|| « Back
Relationship between Maternal Folate and Vit B12 status, size of the Offspring at Birth and its Growth in Infancy
Funded By: International Atomic Energy Agency (IAEA), Vienna, Austria
Month & Year of Commencement: May 2004
Current Status: Completed
Principal Investigator: Dr. C.S.Yajnik,Director,Diabetes Unit, KEM Hospital and Research Centre,Pune,India
Co-Investigator: Dr. Suhas Otiv, Honorary Associate Consultant, KEM Hospital and Research Centre,Pune,India
Collaborators: Anura V Kurpad, St John’s National Academy of Health Sciences, Sarjapur Road, Bangalore
» Methodology and Design
Low birth weight is common in India. It's normally ascribed to small maternal size and 'chronic undernutrition'. It is not clear which components of maternal nutrition are important. In Pune Maternal Nutrition Study, we demonstrated that maternal frequency of intake of green leafy vegetables, fruits and milk is a significant predictor of offspring size. Similarly circulating concentrations of homocysteine (tHcy), folate and vitamin C were significant determinants of offspring size.
Hyperhomocystenemia in mothers was related more to low vitamin B12 status rather than to low folate status. Two thirds of mothers had low vitamin B12 status, very few had low folate status, largely contributed by vegetarianism. In a follow -up study we found that low maternal vit B12 status and normal to high folate status predicted adiposity and insulin resistance in the child. Vitamin B12 status was also predictive of child's neurocognitive performance.
- To assess maternal folate and vitamin B12 status at 28 weeks gestation
- To measure offspring vit B12 and folate status at birth (cord blood)
- To measure offspring size and body composition at birth
- To correlate maternal vit B12 and folate status with offspring vit B12 and folate status, and its size and body composition at birth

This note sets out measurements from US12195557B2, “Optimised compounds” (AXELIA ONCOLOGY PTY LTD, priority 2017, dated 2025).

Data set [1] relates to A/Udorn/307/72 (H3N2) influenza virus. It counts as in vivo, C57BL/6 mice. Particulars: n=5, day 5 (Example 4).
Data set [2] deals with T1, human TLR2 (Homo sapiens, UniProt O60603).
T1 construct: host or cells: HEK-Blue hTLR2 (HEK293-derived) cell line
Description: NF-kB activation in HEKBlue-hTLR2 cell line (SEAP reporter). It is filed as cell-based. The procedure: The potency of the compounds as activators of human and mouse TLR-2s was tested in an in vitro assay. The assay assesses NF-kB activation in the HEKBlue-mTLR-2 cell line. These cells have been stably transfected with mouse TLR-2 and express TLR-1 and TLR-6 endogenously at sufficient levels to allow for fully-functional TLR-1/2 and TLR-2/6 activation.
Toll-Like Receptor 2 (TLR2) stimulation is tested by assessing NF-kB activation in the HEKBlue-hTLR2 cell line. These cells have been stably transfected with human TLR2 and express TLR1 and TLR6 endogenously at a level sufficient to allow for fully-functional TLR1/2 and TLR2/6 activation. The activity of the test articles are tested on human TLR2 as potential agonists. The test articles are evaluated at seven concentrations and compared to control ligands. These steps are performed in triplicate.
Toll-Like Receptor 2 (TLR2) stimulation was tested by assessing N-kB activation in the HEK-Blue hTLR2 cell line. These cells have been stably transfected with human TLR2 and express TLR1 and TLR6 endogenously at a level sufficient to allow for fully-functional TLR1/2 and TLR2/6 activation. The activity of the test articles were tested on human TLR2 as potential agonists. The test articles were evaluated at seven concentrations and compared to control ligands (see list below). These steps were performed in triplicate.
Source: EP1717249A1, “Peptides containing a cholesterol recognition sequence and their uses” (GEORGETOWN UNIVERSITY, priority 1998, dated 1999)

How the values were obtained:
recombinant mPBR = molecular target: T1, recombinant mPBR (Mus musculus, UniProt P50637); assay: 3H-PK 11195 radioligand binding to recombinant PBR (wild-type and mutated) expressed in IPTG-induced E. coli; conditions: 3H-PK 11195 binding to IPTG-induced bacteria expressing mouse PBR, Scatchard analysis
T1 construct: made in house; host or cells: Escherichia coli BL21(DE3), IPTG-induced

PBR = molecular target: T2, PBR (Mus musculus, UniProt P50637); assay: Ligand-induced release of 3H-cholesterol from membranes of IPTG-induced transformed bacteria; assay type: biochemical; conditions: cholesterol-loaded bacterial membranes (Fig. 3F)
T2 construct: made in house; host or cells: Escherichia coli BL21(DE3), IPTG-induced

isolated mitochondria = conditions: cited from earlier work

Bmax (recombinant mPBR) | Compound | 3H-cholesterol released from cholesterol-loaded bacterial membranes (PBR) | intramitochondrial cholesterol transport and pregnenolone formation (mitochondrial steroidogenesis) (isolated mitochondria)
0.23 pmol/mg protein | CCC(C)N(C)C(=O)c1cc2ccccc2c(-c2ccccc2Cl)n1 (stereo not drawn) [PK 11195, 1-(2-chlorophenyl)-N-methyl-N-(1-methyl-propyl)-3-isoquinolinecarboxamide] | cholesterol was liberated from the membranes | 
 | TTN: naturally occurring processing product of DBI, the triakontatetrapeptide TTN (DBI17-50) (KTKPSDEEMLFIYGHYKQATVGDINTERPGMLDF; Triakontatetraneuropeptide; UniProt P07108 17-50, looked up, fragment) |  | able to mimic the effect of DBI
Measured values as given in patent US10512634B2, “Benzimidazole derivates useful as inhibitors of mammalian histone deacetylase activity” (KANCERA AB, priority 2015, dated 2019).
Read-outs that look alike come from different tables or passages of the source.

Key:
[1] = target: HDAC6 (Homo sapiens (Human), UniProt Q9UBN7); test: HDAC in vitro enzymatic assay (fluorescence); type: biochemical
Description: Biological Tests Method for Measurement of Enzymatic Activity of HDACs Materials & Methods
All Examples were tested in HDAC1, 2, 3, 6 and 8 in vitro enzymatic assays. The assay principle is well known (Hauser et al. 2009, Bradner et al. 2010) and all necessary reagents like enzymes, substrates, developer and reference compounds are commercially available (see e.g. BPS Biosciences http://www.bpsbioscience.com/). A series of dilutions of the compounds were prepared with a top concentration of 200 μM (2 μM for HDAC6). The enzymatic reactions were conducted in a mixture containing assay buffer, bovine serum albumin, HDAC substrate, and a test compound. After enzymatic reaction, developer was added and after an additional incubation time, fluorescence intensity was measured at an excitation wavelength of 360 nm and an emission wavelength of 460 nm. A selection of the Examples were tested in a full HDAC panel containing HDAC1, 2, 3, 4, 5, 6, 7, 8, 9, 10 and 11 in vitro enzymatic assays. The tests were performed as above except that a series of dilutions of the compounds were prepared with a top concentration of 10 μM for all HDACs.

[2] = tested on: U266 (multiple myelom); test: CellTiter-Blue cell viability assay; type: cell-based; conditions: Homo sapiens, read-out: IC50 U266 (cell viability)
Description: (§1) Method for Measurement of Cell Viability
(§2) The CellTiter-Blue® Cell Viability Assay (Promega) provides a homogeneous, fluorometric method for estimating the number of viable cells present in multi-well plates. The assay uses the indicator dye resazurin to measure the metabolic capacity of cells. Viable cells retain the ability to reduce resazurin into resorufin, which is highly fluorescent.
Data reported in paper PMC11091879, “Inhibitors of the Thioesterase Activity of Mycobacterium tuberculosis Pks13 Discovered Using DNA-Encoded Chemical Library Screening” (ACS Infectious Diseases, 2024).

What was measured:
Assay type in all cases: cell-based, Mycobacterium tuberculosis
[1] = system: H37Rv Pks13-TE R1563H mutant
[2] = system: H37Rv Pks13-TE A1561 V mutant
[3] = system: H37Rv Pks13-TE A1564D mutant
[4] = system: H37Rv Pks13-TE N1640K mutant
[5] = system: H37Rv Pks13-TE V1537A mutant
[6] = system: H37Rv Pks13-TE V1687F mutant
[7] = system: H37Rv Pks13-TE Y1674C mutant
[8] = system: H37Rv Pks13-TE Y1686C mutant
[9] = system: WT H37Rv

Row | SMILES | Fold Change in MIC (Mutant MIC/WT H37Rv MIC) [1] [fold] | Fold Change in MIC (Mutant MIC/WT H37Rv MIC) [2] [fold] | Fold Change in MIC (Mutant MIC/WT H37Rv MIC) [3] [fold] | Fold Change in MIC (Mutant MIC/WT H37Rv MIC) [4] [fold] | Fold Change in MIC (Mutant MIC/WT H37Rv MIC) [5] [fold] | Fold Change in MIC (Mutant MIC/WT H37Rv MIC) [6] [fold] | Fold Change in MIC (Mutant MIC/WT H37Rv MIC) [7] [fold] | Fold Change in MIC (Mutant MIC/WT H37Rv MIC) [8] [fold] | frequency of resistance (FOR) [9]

- To measure confounding variables like maternal size, weight gain in pregnancy, changes in total body water (TBW, measured by deuterated water methos) during pregnancy and metabolism in third trimester, as well as paternal size
- Infant growth during first 1 year of life
Methodology and Design
100 normal pregnancies registered at the rural primary health care centre at Vadu near Pune and 100 normal pregnancies registered at the antenatal clinic of King Edward Memorial Hospital (KEMH) in Pune were studied. Out of these 50 urban and 50 rural women underwent body composition measurements twice in the pregnancy.
Medical and obstetric details were obtained at each visit. Anthropometric, bioimpedance and deuterated water measurements were performed at 18 and 34 weeks of gestation . Nutritional assessment included 24 hr recall and food frequency questionnaire for vitamin B12 rich items. Blood measurements included: hematological parameters, glucose, insulin, lipids, tHcy , serum folate and serum vitamin B12 concentrations.
Detail neonatal anthropometry at birth, and cord -blood for hematological parameters, glucose, insulin, tHcy, erythrocyte folate and serum vitamin B12 concentration. A substantial number of babies underwent DXA body composition and ~50 babies also underwent whole body MRI Follow-up measurements (anthropometry, breast feeding, top feeding etc) were done at 3mths, 6mths and 1y age.
- In vitamin B12 insufficient, folate replete pregnant women, vitamin B12
supplementation is associated with a reduction of plasma total homocysteine concentration in late pregnancy.
- The most important finding of this prospective investigation
in a vitamin B12 insufficient but folate-replete population is
that mother’s vitamin B12 status during pregnancy is a predictor
of child’s vitamin B12 and tHcy concentrations at 2y of age.
- Maternal B12 and folate during pregnancy were positively associated with mental and social
development quotients of the offspring. Maternal B12 and folate during intrauterine life may favorably influence brain development and function. Pregnancy
provides a window of opportunity to enhance fetal psychomotor (motor and mental) development.
©Diabetes Unit KEM Hospital Pune. All Rights Reserved
Home | About Us | Research | Collaborations | Publications | Contact